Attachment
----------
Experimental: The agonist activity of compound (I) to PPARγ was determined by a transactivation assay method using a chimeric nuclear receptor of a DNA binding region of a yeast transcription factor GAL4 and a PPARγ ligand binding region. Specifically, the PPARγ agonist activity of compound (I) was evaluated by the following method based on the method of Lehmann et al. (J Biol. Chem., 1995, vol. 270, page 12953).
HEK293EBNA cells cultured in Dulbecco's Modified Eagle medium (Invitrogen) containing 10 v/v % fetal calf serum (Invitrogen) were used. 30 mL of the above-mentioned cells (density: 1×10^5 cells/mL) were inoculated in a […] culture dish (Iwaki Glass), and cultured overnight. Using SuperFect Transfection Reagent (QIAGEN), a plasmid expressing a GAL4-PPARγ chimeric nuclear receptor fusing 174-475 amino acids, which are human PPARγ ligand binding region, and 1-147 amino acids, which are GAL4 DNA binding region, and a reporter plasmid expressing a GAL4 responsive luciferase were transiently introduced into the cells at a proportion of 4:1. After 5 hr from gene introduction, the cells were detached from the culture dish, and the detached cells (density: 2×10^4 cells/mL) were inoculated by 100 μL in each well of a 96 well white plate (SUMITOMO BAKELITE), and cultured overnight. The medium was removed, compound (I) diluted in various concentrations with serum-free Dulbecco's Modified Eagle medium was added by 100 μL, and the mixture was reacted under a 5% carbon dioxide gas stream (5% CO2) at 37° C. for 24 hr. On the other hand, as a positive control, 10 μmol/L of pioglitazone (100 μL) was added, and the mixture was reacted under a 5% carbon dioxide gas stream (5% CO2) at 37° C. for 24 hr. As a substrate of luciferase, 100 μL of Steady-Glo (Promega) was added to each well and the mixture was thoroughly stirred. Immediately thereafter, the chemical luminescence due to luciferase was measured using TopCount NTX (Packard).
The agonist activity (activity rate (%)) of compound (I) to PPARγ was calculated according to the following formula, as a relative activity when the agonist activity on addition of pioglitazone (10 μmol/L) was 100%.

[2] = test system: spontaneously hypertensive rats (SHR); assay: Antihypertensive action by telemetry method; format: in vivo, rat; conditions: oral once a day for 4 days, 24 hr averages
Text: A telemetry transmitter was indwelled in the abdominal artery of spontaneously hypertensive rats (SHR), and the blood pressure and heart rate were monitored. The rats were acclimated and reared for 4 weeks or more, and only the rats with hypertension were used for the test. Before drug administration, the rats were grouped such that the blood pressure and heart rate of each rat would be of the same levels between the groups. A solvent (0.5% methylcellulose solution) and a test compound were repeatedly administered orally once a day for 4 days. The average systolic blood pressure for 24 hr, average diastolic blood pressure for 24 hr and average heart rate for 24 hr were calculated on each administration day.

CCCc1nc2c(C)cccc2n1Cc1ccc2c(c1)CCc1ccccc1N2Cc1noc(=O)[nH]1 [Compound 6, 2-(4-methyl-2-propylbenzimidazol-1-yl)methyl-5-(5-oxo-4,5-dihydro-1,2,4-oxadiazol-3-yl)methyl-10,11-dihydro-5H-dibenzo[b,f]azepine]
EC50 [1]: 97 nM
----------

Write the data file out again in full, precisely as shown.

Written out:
Experimental: The agonist activity of compound (I) to PPARγ was determined by a transactivation assay method using a chimeric nuclear receptor of a DNA binding region of a yeast transcription factor GAL4 and a PPARγ ligand binding region. Specifically, the PPARγ agonist activity of compound (I) was evaluated by the following method based on the method of Lehmann et al. (J Biol. Chem., 1995, vol. 270, page 12953).
HEK293EBNA cells cultured in Dulbecco's Modified Eagle medium (Invitrogen) containing 10 v/v % fetal calf serum (Invitrogen) were used. 30 mL of the above-mentioned cells (density: 1×10^5 cells/mL) were inoculated in a […] culture dish (Iwaki Glass), and cultured overnight. Using SuperFect Transfection Reagent (QIAGEN), a plasmid expressing a GAL4-PPARγ chimeric nuclear receptor fusing 174-475 amino acids, which are human PPARγ ligand binding region, and 1-147 amino acids, which are GAL4 DNA binding region, and a reporter plasmid expressing a GAL4 responsive luciferase were transiently introduced into the cells at a proportion of 4:1. After 5 hr from gene introduction, the cells were detached from the culture dish, and the detached cells (density: 2×10^4 cells/mL) were inoculated by 100 μL in each well of a 96 well white plate (SUMITOMO BAKELITE), and cultured overnight. The medium was removed, compound (I) diluted in various concentrations with serum-free Dulbecco's Modified Eagle medium was added by 100 μL, and the mixture was reacted under a 5% carbon dioxide gas stream (5% CO2) at 37° C. for 24 hr. On the other hand, as a positive control, 10 μmol/L of pioglitazone (100 μL) was added, and the mixture was reacted under a 5% carbon dioxide gas stream (5% CO2) at 37° C. for 24 hr. As a substrate of luciferase, 100 μL of Steady-Glo (Promega) was added to each well and the mixture was thoroughly stirred. Immediately thereafter, the chemical luminescence due to luciferase was measured using TopCount NTX (Packard).
The agonist activity (activity rate (%)) of compound (I) to PPARγ was calculated according to the following formula, as a relative activity when the agonist activity on addition of pioglitazone (10 μmol/L) was 100%.

[2] = test system: spontaneously hypertensive rats (SHR); assay: Antihypertensive action by telemetry method; format: in vivo, rat; conditions: oral once a day for 4 days, 24 hr averages
Text: A telemetry transmitter was indwelled in the abdominal artery of spontaneously hypertensive rats (SHR), and the blood pressure and heart rate were monitored. The rats were acclimated and reared for 4 weeks or more, and only the rats with hypertension were used for the test. Before drug administration, the rats were grouped such that the blood pressure and heart rate of each rat would be of the same levels between the groups. A solvent (0.5% methylcellulose solution) and a test compound were repeatedly administered orally once a day for 4 days. The average systolic blood pressure for 24 hr, average diastolic blood pressure for 24 hr and average heart rate for 24 hr were calculated on each administration day.

CCCc1nc2c(C)cccc2n1Cc1ccc2c(c1)CCc1ccccc1N2Cc1noc(=O)[nH]1 [Compound 6, 2-(4-methyl-2-propylbenzimidazol-1-yl)methyl-5-(5-oxo-4,5-dihydro-1,2,4-oxadiazol-3-yl)methyl-10,11-dihydro-5H-dibenzo[b,f]azepine]
EC50 [1]: 97 nM